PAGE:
Elephant Noor Jehan dies at Karachi Zoo in Pakistan

Elephant Noor Jehan dies at Karachi Zoo in Pakistan
The body of an African elephant Noor Jahan, 17, in front of water jet fans, at a zoo in Karachi, Pakistan April 22, 2023, credit: Reuters/Akhtar Soomro

Noor Jehan, a 17-year-old elephant at Karachi Zoo, passed away on Sunday morning, according to animal welfare organization Four Paws. Veterinarians of Four Paws had recently visited the elephant. 

After falling in a pool a week ago, her health deteriorated rapidly, and she wasn’t able to stand up. Four Paws had been working via video calls with the local zoo staff to advice them on the best possible care. 

“It is heartbreaking that she had to die at only 17 years old, when she could have had many more years. Karachi Zoo does not fulfill international standards and is not equipped to take care of elephants, especially when the animals need specialized veterinary care,” Four Paw veterinarian Amir Khalil said.

Two weeks ago, Karachi Metropolitan Corporation (KMC), which operates the zoo, reached out to Four Paws for urgent assistance after images and reports surfaced of Noor Jehan in severe physical distress. Her hind legs were paralyzed, and she was in critical condition.

Upon examining the elephant, Khalil discovered that an internal injury and damaged pelvic floor, likely caused by trauma, were responsible for Noor Jehan’s current health condition and unusual body position. A treatment plan was devised, with the elephant’s survival relying on the zoo’s dedication to the plan.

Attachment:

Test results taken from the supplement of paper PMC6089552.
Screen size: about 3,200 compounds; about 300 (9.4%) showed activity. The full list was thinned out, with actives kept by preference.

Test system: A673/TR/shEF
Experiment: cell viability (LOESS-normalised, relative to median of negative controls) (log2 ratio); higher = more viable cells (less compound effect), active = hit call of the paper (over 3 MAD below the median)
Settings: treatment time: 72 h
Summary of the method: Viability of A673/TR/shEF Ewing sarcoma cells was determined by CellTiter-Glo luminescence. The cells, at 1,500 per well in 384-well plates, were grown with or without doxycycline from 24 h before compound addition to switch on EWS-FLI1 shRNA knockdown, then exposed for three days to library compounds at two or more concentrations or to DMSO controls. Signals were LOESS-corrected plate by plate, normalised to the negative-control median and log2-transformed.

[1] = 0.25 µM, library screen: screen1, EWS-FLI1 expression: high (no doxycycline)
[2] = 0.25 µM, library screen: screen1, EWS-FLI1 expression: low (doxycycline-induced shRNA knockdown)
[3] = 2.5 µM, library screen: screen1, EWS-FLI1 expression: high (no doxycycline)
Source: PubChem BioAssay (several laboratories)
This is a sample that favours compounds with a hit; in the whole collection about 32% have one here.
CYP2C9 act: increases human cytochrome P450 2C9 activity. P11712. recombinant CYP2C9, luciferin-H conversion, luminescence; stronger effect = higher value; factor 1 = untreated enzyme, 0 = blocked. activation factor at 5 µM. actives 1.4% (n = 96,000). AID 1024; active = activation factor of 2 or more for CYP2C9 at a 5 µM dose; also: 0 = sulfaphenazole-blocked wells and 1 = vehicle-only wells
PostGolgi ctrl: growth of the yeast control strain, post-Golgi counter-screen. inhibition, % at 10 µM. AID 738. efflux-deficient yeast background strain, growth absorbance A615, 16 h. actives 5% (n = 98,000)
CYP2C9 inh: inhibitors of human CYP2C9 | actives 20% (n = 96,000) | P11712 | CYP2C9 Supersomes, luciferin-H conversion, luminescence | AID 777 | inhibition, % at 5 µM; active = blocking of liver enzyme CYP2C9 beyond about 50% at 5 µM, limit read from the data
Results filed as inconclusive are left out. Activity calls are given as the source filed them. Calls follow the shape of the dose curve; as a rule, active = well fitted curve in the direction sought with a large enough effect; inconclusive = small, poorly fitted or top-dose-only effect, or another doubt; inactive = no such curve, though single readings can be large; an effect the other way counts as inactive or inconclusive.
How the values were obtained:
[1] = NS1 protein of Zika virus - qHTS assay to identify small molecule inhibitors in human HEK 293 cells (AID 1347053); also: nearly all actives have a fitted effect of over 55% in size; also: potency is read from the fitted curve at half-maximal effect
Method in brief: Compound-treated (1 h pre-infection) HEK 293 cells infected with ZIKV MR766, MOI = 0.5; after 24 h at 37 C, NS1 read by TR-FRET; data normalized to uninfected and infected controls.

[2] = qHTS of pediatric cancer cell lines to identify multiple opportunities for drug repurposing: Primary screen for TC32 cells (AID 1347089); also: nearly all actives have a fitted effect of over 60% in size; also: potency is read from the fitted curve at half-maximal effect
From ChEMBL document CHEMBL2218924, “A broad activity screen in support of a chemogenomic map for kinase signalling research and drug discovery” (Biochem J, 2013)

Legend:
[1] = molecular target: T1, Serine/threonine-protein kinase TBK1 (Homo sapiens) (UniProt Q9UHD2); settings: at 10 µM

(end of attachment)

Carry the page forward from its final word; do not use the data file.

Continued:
However, just days after Four Paws’ departure, Noor Jehan fell into a pool and was unable to get up on her own. A week later she died.

In the wild, elephants can live up to 60 years or more in their natural habitats, where they have the freedom to roam, socialize, and engage in natural behaviours crucial to their physical and mental well-being.

Noor Jehan was captured in the wild in Tanzania at a young age before being brought to Pakistan in 2009. Last year, Khalil and his team treated both Noor Jehan and Madhubala, another elephant at the zoo, and recommended relocating them to a more suitable environment, which never happened.

Khalil highlighted the poor living conditions of other animals at Karachi Zoo, and added that it’s necessary that Madhubala is relocated to a “more species-appropriate place as soon as possible to at least give her a chance at a better life.” Recently, the Prime Minister confirmed plans to close the zoo. 

Pakistani journalist Quatrina Hosain, who had been reporting daily on Noor Jehan’s condition, said she hoped the elephant’s passing would set an example for others in the country to treat animals better

“Let’s make a start by putting out water for birds in our balconies. If you see someone kicking a stray, stop them. Don’t pay monkey walas (people who train monkeys for street performances). If you see a donkey being abused, pull over and stop them,” Hosain said.

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